|Treatment of cancer is guided by staging which helps determine the cancer's size, location and if it has invaded lymph nodes and other parts of the body. Treatment modalities include surgery, radiation therapy, chemotherapy, or immunotherapy, singly or in combination. Most small intestinal cancers grow in the upper section of the small intestine (duodenum), and when they are located in this area, it is usually necessary to remove part of the pancreas, along with the tumor and a portion of the duodenum (pancreaticoduodenectomy). Removal of the tumor, along with a portion of the bowel, is the treatment of choice for cancer located in the jejunum and ileum as well. When a portion of the small intestine is removed, the remaining ends of small intestine may be joined together, or it may be necessary to create a permanent or temporary opening through the abdominal wall for the evacuation of fecal material (ileostomy).|
Radiation therapy uses high-energy x-rays to kill cancer cells and shrink tumors. It may be administered through external beams or by placing tiny containers that hold radioisotopes (substances that release radiation) into the body near the site of the cancer. Medications that increase the cancer cell's susceptibility to the effects of radiation (radiosensitizers) may also be administered.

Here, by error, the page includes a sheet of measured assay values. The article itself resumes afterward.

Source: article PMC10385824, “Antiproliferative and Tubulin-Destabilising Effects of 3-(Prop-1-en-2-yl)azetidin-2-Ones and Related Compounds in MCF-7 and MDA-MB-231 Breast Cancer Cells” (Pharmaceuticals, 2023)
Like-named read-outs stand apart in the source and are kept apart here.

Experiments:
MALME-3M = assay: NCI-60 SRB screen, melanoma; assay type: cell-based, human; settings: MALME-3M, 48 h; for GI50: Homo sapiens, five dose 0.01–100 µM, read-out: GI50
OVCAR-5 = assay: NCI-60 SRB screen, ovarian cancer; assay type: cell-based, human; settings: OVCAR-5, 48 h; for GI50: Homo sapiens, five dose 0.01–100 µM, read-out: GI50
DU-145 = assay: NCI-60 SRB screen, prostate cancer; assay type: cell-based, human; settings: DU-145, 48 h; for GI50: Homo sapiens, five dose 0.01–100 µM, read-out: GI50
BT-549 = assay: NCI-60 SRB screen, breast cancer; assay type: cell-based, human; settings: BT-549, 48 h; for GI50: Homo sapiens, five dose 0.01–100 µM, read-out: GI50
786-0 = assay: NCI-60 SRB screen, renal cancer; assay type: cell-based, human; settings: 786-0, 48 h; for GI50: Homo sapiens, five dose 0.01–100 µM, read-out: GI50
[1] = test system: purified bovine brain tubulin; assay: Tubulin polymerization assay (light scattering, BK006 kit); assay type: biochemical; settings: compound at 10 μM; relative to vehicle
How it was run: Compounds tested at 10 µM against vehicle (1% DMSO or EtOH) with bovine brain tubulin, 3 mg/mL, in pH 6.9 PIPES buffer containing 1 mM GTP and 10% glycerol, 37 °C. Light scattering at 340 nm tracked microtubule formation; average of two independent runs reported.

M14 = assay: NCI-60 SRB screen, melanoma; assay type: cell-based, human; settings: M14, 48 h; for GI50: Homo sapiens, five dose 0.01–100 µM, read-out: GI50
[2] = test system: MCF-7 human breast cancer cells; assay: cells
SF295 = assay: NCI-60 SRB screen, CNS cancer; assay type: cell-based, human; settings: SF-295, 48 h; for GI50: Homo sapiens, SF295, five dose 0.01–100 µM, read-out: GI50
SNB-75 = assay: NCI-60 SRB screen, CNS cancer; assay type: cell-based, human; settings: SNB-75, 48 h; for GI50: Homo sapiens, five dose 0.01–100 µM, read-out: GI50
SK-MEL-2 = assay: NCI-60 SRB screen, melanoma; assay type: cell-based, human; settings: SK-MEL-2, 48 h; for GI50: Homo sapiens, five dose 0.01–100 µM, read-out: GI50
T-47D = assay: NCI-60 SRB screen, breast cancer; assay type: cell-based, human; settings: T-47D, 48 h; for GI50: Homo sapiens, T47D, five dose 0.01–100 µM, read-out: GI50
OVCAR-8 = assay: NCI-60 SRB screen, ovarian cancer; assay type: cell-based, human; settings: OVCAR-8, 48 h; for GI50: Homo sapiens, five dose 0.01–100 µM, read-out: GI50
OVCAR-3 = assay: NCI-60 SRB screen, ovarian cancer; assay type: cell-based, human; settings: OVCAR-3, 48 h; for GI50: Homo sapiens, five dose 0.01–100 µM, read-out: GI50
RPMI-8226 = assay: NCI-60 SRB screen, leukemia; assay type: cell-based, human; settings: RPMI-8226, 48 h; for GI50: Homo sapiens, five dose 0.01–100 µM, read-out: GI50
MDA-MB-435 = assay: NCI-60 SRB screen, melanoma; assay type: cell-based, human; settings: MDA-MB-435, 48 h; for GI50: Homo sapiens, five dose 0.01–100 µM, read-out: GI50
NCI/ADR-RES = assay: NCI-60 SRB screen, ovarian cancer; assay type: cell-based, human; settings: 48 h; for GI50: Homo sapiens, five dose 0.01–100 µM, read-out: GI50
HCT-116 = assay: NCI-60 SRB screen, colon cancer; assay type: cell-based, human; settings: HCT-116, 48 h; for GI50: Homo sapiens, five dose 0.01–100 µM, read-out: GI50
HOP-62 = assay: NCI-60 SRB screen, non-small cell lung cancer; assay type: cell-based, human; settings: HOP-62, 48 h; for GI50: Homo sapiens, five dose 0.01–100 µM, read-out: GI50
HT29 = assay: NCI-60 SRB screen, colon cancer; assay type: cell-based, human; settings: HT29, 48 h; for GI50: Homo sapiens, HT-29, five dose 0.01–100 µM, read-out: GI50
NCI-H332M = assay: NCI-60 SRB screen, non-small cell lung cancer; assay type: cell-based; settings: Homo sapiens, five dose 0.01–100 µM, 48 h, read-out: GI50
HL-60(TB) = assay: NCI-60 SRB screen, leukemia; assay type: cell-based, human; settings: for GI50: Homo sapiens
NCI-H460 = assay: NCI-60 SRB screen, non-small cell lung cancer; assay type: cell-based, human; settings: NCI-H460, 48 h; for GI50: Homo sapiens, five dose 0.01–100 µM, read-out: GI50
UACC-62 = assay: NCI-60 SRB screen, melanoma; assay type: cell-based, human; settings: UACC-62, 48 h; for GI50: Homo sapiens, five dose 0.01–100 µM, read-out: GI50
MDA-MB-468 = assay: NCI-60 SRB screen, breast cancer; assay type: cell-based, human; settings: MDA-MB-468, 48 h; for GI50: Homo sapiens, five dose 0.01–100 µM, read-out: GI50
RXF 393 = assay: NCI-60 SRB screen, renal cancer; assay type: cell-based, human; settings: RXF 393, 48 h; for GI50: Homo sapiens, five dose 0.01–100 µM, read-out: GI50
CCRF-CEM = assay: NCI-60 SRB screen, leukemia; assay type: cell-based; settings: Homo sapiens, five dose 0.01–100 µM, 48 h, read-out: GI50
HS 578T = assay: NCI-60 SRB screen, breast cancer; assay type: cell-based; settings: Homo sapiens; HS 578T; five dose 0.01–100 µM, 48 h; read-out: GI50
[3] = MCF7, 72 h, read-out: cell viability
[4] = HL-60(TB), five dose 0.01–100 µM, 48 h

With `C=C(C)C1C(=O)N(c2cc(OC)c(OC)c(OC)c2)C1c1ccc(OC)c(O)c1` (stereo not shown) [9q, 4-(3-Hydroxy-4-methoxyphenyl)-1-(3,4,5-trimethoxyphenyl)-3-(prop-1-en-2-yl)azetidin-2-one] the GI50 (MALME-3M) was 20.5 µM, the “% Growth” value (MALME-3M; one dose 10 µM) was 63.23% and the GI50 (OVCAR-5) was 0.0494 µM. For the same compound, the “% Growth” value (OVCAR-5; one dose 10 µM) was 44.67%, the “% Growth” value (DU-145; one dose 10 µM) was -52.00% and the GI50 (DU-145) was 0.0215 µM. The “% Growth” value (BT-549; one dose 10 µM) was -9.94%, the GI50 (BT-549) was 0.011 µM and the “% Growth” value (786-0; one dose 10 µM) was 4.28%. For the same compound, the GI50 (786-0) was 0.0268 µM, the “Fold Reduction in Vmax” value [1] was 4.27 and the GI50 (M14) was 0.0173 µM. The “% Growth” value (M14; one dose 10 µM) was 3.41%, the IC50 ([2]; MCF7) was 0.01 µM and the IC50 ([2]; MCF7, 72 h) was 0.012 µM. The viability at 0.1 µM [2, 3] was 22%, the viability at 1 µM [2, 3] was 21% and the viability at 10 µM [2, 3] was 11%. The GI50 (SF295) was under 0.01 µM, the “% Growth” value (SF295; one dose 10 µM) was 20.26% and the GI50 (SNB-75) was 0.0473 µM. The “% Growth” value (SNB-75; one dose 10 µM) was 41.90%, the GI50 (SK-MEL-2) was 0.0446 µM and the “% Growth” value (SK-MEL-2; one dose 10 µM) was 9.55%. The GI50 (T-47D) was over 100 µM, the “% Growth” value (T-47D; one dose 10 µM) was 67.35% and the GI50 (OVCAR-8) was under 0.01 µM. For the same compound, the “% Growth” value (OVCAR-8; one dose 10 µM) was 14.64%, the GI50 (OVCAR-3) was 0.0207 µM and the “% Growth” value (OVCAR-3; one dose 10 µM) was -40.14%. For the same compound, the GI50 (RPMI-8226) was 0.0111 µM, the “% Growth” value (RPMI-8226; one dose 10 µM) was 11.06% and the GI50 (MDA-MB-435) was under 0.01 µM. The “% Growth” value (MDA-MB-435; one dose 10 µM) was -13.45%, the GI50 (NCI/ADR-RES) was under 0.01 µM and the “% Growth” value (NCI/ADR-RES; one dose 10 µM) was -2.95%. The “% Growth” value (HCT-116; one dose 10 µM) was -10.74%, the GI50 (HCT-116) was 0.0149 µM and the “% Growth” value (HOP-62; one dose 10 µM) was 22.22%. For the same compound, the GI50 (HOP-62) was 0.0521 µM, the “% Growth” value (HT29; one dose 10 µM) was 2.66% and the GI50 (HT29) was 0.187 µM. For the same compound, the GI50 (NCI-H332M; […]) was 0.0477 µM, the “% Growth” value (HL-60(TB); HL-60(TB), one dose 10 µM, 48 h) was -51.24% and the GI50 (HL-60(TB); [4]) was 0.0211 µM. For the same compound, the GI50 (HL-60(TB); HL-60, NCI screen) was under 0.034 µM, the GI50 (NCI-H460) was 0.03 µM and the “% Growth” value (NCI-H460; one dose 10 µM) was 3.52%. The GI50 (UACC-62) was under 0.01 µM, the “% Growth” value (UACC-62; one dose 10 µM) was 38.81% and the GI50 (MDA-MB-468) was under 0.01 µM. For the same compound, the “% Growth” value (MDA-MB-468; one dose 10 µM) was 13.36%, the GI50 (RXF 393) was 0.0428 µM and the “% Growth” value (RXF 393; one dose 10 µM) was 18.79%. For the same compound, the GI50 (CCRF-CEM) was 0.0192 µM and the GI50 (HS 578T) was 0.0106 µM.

Chemotherapy involves the administration of various medicines or combinations of medicines that kill cancer cells that may have escaped from surgery or have already spread to other parts of the body. Chemotherapy is not highly effective on small bowel cancer, although it may be used in conjunction with surgery.
Immunotherapy (also called biological or biological response modifier therapy) involves the administration of naturally occurring or laboratory-produced substances that improve the immune system's ability to fight cancer. Recent advances in treatment using a substance that binds to an enzyme in the cancer cell and prevents it from reproducing (imatinib mesylate) look promising for gastrointestinal stromal tumors.
Neither chemotherapy nor radiation therapy is effective in improving survival in individuals with small intestinal cancer in its advanced stages, although radiation therapy may be used for palliative treatment.
Source: Medical Disability Advisor